The place where Richard Cawley arrived fleeing starvation in Ireland whose grandson would become the Vice President of the United States, Mike Pence.

The Harbor where Frederick Trump arrived from Germany whose grandson would become the President of the United States.

Ellis Island is real and true and the promise made here lives.

That my friends is my perspective today. January 1st is bittersweet for me. A happy day, but also a sad day. It is the anniversary of my father’s death. Four years ago his health was declining but he had promised that he would be with us until Inauguration day. And he was. He heard my swearing in over the telephone from his bed and he died soon afterwards. True to his word – always.

I took him from his bed that afternoon and we put him to rest.

I loved him so, so, so much.

We buried him with a special New York State necktie that I had made to wear for the inaugural. He had loved it. The state colors – navy blue and gold – adorned with the state seal.

I learned this lesson of America and government from him and from my family because we lived it.

My grandparents were the people at the southern border today.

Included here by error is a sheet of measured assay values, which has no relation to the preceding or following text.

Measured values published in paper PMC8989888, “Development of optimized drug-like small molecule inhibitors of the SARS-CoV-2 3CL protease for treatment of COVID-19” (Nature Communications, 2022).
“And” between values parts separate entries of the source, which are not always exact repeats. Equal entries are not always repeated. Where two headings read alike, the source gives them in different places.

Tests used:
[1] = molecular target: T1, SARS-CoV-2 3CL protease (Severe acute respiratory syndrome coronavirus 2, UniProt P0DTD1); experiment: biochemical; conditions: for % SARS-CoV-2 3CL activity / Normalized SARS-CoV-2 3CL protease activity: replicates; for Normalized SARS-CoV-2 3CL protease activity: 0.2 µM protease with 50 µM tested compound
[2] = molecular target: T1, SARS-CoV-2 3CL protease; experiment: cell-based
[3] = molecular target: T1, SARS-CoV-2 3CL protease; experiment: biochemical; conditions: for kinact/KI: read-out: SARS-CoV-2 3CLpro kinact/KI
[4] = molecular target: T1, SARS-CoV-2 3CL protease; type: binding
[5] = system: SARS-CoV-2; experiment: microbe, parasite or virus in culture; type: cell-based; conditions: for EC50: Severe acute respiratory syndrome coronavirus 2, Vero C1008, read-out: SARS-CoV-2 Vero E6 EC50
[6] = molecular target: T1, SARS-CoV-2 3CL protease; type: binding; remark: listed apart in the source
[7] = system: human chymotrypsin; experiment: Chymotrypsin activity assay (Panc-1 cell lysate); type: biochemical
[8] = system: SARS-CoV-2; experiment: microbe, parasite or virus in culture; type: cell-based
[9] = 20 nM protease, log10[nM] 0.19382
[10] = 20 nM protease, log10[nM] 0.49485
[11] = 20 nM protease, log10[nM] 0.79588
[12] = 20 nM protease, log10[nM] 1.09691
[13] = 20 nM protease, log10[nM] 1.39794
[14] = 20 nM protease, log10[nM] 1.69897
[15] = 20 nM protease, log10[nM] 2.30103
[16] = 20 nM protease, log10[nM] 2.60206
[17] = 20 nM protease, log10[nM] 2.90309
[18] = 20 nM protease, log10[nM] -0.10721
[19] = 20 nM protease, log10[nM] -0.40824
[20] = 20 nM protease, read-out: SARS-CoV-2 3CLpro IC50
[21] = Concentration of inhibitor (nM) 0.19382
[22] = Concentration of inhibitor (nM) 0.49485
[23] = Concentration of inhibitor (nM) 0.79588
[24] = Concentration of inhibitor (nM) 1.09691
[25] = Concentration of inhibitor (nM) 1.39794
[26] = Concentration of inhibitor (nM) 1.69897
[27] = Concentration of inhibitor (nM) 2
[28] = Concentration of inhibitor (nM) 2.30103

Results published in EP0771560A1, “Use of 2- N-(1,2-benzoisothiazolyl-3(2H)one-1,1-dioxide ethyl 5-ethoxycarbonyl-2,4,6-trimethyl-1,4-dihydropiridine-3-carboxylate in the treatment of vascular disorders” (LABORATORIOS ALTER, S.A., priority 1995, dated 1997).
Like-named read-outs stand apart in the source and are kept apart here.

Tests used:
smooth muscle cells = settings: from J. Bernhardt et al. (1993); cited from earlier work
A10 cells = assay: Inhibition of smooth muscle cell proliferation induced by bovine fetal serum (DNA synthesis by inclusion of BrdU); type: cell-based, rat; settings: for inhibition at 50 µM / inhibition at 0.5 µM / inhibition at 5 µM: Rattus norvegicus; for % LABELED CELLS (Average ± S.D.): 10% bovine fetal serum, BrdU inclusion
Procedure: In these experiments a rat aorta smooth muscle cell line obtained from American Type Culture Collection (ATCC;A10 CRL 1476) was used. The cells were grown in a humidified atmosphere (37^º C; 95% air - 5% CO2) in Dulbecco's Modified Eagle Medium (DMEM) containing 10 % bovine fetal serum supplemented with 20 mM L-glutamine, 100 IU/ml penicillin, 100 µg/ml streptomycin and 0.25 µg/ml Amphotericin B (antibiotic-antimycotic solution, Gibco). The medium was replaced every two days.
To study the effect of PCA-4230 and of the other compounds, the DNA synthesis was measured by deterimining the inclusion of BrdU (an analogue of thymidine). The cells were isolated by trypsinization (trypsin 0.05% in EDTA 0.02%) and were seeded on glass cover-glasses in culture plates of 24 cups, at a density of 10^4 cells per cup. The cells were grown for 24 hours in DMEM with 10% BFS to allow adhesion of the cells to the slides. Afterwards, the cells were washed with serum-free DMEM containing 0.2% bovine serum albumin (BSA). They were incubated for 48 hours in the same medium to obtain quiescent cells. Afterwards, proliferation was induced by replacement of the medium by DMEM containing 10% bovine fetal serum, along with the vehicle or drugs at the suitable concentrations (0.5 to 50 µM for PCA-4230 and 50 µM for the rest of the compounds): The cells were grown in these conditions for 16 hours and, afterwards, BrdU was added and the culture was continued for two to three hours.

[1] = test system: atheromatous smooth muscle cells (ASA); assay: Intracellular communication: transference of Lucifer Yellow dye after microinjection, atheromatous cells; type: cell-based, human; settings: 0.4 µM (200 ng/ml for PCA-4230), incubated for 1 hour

My mother’s parents, Charles and Mary Raffa and my father’s mother Immacolataand his father – Andrea – who I am named after – came poor and alone through this very hall.

It wasn’t easy. My grandparents would cry when they talked about their journey and the hardship and the stereotypes and the ugliness of discrimination. But they never gave up hope and they made it. God Bless America they would proclaim.

And that their son went from behind their little grocery store in South Jamaica, on the other side of the tracks, where he was born, to occupy the highest seat in the greatest state, in the greatest nation, in the only world we know, proves the American success story once again.

My father may be gone but he is still with me. The spirit lives. I can hear his voice and imagine his pain and anger if he could see his beloved country today.

And he would say this is an outrage, it is un-American, it violates everything we fought for and believe in and he would implore us to stand against the tide, fight back and that New York should lead by the power of our example. That New York should show the nation a better way. And he would be right.

And Pop wherever you are, and I think I know where, please give us the strength to fight this good fight, to resist the negative, the hatemongers and the naysayers. Help us rise up.

And let New York say that the federal government may shut itself down but it will never extinguish the Statue of Liberty’s torch or erase the words of her poem, they will never close our harbor, they will never close our hearts, and they will never close this hall of dreamers or disrespect the legacy they left.

It is New York’s duty, it is New York’s destiny, once again, to bring the light that leads the way through the darkness. To show the nation the way forward and upward. And we will.

That is my pledge to the people of the State of New York, and we begin today.

Excelsior.